Whether you’re a budgeting pro or new to organizing your money, it’s a good idea to periodically evaluate your finances and see if a new strategy can help you improve your finances. If you’re looking for a place to start, the 50/30/20 budget rule may be an option to consider.
Budget Breakdown by Percentage
The 50/30/20 rule is a way to break down your income into three specific percentages by allocating 50% to necessities, 30% to non-essential items, and 20% to savings and/or paying down debt. This budgeting technique can help you visualize your spending and saving categories, while keeping you on track with your finances.
For example, you may decide you’d like to put 10% of your income into a savings account. If your income is $1,200 per week, your goal would be to save $480 per month or at least $120 per week. Setting a concrete goal can help hold you accountable and encourage you to continue achieving financial milestones over time.
A possible downside of budgeting by percentages is that your income might not always stretch far enough to help you meet your savings goals. If you had an expensive car repair and can’t afford to save 10% of your income in savings for the month, it can feel like a major setback.
However, budgeting by percentages like with the 50/30/20 rule is only a guideline for your savings and not a strict plan. Use these percentages as a starting point and adjust your goals and expectations based on your individual financial needs.
Track Your Budget and Adjust Accordingly
If you’re interested in breaking down your budget based on percentages like the 50/30/20 rule, it’s important to start with a good understanding of your income and budget plan overall. Keep track of your income, spending, and savings to make a monthly budget for you and your family. Even if you find that the 50/30/20 rule isn’t for you, keeping a well-organized budget can be an invaluable way to keep your finances in order and help you meet your savings goals.
Whether you like using spreadsheets, notebooks, or online calculators, find a budget tracking method that works for you and keep it up to date. If you’re a Huntington customer, you can take advantage of Spend Analysis to help you track how much you're spending, and exactly where you're spending it, in categories like groceries and entertainment. Then you can analyze your finances, easily see where your money is going, and set savings goals with digital tools like Savings Goal Getter℠, which allows you to create up to 10 savings goals, plus an emergency fund.
How to Make Your Budget Using the 50/30/20 Rule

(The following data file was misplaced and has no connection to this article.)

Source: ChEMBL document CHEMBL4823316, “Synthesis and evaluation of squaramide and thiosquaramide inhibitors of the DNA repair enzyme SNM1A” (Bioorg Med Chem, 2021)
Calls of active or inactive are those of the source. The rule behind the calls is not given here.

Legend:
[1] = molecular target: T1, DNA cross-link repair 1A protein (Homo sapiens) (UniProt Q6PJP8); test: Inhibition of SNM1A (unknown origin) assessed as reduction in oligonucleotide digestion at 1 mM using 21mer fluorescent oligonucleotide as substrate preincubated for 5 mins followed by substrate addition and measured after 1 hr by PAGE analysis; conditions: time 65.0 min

Making a budgeting plan using the 50/30/20 rule doesn’t have to be an exact science. If your finances don’t fit perfectly into the guidelines, you can customize your budget and tailor the rule to your needs.
To organize your budget using the 50/30/20 rule, try to organize your income in the following way:
50% of Income to Needs
Typically, “needs” would represent monthly expenses that are everyday necessities such as household bills and food. Needs take up the largest percentage of your income because these expenses are essential to keeping you and your family housed, fed, and comfortable.
“Needs” in your budget may include:
- Rent or Mortgage Payments
- Bills & Utilities (electricity, gas, water, phone, etc.)
- Food & Fuel (groceries, gasoline, etc.)
- Debt Payments (student loans, credit cards, etc.)
- Medical Expenses (prescriptions, dental/eye care, doctor visits, etc.)
- Childcare (daycare, babysitters, etc.)
If your income was $3,000 per month, you would set aside at least $1,500 for needs according to the 50/30/20 rule. Keep in mind, this rule only works if you currently live within your means, which means your household bills do not exceed the 50% recommendation of this rule.
30% of Income to Wants
The “wants” category of your budget includes any non-essential expenses that do not constitute a “need.” These are optional expenses that you can include in your budget only if you can afford them without sacrificing funds allocated for necessities.
“Wants” in your budget may include:
- Entertainment (streaming services, video games, etc.)
- Outings (date night, day trips, family vacations, etc.)
- Hobbies (crafting, fishing, dancing, etc.)
- Pets (adoption fees, food, toys, vet bills, etc.)
- Clothing (new wardrobe, splurging on luxury items, etc.)
If your income was $3,000 per month, you would set aside $900 for wants according to the 50/30/20 rule.
20% of Income to Savings and Financial Goals
For savings and financial goals, evaluate your leftover income to consider how you can achieve your long-term goals. Do you want to own a house instead of renting an apartment? Are you interested in early retirement? Do you need a college fund for your children? Financial goals can differ greatly from person-to-person, so no two savings plans may look the same.
“Savings and Financial Goals” in your budget may include:
- Paying Off Debt (student loans, credit cards, etc.)
- Buying a Home (down payment, insurance & inspection fees, etc.)
- Retirement Plan (401K, IRA, etc.)
- Emergency Fund
- College Savings
- General Savings
If your income was $3,000 per month, you would set aside $600 for savings and goals according to the 50/30/20 rule. Looking to start saving towards your financial goals today? Open a savings account with Huntington.